Breast Cancer: Need for Early Risk Assessment
Welcome to this month’s Breast Health e-Newsletter. Our topic: dense breast tissue may be a risk factor for cancer. A study suggests that breast cancer risk and prevention should start much earlier in life than is typically done now. The study was reported in the medical journal Lancet Oncology. It examined breast cancer risk factors in young women. Included were 400 women, ages 15 to 39, and their mothers.
The study found that the composition of breast tissue in young women may be linked with their risk for breast cancer in middle and older age. Lead researcher Dr. Norman Boyd says the breast is most susceptible to the effects of cancer-causing agents at early ages. He hopes that by identifying the environmental and genetic factors that influence breast tissue composition early in life, experts may be able to develop methods of prevention. For the study, researchers looked at the amount of dense breast tissue, called mammographic density. This varies among women and is a risk factor for breast cancer in middle-aged and older women. Experts know that the risk of breast cancer increases as this density increases. However, little is known about early development of mammographic density in young women, or how it’s related to their height, weight, age, or mother’s breast density.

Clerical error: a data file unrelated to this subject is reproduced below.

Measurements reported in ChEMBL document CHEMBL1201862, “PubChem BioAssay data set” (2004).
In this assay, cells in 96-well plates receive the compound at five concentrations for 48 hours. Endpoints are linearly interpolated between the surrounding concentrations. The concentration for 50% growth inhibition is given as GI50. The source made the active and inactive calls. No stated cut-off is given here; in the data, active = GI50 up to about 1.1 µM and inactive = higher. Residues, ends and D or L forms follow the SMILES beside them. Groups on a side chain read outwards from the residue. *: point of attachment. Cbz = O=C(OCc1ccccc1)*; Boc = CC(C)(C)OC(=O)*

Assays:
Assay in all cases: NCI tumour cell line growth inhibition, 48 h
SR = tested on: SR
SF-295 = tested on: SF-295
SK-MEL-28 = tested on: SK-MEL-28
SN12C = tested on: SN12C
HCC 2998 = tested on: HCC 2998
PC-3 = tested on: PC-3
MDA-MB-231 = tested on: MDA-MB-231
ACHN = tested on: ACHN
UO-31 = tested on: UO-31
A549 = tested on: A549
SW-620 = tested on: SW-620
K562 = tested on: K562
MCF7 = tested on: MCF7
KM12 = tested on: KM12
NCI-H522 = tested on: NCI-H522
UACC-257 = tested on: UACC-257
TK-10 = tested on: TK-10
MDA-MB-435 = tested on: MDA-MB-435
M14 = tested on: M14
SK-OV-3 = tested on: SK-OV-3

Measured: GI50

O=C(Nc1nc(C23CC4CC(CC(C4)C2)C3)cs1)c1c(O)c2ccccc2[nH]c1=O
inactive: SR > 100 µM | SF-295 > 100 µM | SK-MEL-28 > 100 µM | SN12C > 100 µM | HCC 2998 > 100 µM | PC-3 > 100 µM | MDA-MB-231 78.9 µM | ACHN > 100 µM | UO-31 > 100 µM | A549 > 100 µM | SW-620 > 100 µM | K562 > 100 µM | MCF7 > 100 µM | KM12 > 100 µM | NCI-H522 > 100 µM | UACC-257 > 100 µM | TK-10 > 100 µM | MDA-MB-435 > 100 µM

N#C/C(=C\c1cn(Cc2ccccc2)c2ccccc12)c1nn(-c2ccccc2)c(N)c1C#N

The study authors conclude that a subset of the population with the greatest amount of fibroglandular tissue in early life is most likely to have high-density breast tissue in middle age. For years, researchers have known that breast density is almost as important as age in predicting who will develop breast cancer. But now, they are finding that the density of a woman’s breast tissue can also predict how she will respond to cancer treatment, and whether her cancer will recur.
Epidemiologist Dr. Diana Buist explains that a denser breast has less fat, making it harder to see tumors on a mammogram. High-density on a mammogram shows up white, she adds, so does cancer. This makes cancer detection more difficult and can increase reports of possible abnormalities. Medical professor Dr. Karla Kerlikowske says about 10 to 15 percent of women have low-density breasts. Another 10 to 15 percent have very dense breasts. And the rest have breasts with a density somewhere in the middle. She adds that the average woman may not have a clue whether or not her breasts are dense. Dr. Kerlikowske notes that women with very high-density breasts have nearly four times the risk for breast cancer compared to women with low-density. Although density often decreases with age, especially after menopause, it remains a risk factor.
For more information, please consult your doctor. Thank you for listening. Please visit our website for more information on health and wellness topics: www.muschealth.com.